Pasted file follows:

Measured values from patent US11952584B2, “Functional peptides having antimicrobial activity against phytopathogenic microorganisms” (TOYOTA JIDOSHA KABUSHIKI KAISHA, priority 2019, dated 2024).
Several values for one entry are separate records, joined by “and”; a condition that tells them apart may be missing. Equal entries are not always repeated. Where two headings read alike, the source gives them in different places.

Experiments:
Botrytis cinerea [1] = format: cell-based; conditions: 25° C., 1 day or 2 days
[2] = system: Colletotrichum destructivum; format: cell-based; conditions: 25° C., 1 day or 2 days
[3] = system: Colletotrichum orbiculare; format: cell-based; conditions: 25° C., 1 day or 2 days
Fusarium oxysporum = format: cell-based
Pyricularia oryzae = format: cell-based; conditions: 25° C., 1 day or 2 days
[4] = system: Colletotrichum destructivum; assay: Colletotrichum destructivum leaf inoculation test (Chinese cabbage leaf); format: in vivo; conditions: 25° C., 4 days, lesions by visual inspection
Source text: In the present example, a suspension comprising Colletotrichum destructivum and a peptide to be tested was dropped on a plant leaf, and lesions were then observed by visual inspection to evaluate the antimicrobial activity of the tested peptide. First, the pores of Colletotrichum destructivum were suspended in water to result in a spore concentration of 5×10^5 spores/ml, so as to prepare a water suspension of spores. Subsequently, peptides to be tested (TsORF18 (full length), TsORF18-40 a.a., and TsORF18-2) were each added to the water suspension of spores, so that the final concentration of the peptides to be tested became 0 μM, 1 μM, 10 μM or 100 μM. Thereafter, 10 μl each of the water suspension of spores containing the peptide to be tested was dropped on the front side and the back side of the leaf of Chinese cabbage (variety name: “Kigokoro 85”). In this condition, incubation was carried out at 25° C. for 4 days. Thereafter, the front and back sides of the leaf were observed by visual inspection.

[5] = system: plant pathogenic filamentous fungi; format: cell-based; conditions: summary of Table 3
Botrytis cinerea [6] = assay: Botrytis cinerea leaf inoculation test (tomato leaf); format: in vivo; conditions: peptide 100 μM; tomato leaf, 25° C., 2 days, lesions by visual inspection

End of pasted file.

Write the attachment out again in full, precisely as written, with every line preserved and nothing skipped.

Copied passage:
Measured values from patent US11952584B2, “Functional peptides having antimicrobial activity against phytopathogenic microorganisms” (TOYOTA JIDOSHA KABUSHIKI KAISHA, priority 2019, dated 2024).
Several values for one entry are separate records, joined by “and”; a condition that tells them apart may be missing. Equal entries are not always repeated. Where two headings read alike, the source gives them in different places.

Experiments:
Botrytis cinerea [1] = format: cell-based; conditions: 25° C., 1 day or 2 days
[2] = system: Colletotrichum destructivum; format: cell-based; conditions: 25° C., 1 day or 2 days
[3] = system: Colletotrichum orbiculare; format: cell-based; conditions: 25° C., 1 day or 2 days
Fusarium oxysporum = format: cell-based
Pyricularia oryzae = format: cell-based; conditions: 25° C., 1 day or 2 days
[4] = system: Colletotrichum destructivum; assay: Colletotrichum destructivum leaf inoculation test (Chinese cabbage leaf); format: in vivo; conditions: 25° C., 4 days, lesions by visual inspection
Source text: In the present example, a suspension comprising Colletotrichum destructivum and a peptide to be tested was dropped on a plant leaf, and lesions were then observed by visual inspection to evaluate the antimicrobial activity of the tested peptide. First, the pores of Colletotrichum destructivum were suspended in water to result in a spore concentration of 5×10^5 spores/ml, so as to prepare a water suspension of spores. Subsequently, peptides to be tested (TsORF18 (full length), TsORF18-40 a.a., and TsORF18-2) were each added to the water suspension of spores, so that the final concentration of the peptides to be tested became 0 μM, 1 μM, 10 μM or 100 μM. Thereafter, 10 μl each of the water suspension of spores containing the peptide to be tested was dropped on the front side and the back side of the leaf of Chinese cabbage (variety name: “Kigokoro 85”). In this condition, incubation was carried out at 25° C. for 4 days. Thereafter, the front and back sides of the leaf were observed by visual inspection.

[5] = system: plant pathogenic filamentous fungi; format: cell-based; conditions: summary of Table 3
Botrytis cinerea [6] = assay: Botrytis cinerea leaf inoculation test (tomato leaf); format: in vivo; conditions: peptide 100 μM; tomato leaf, 25° C., 2 days, lesions by visual inspection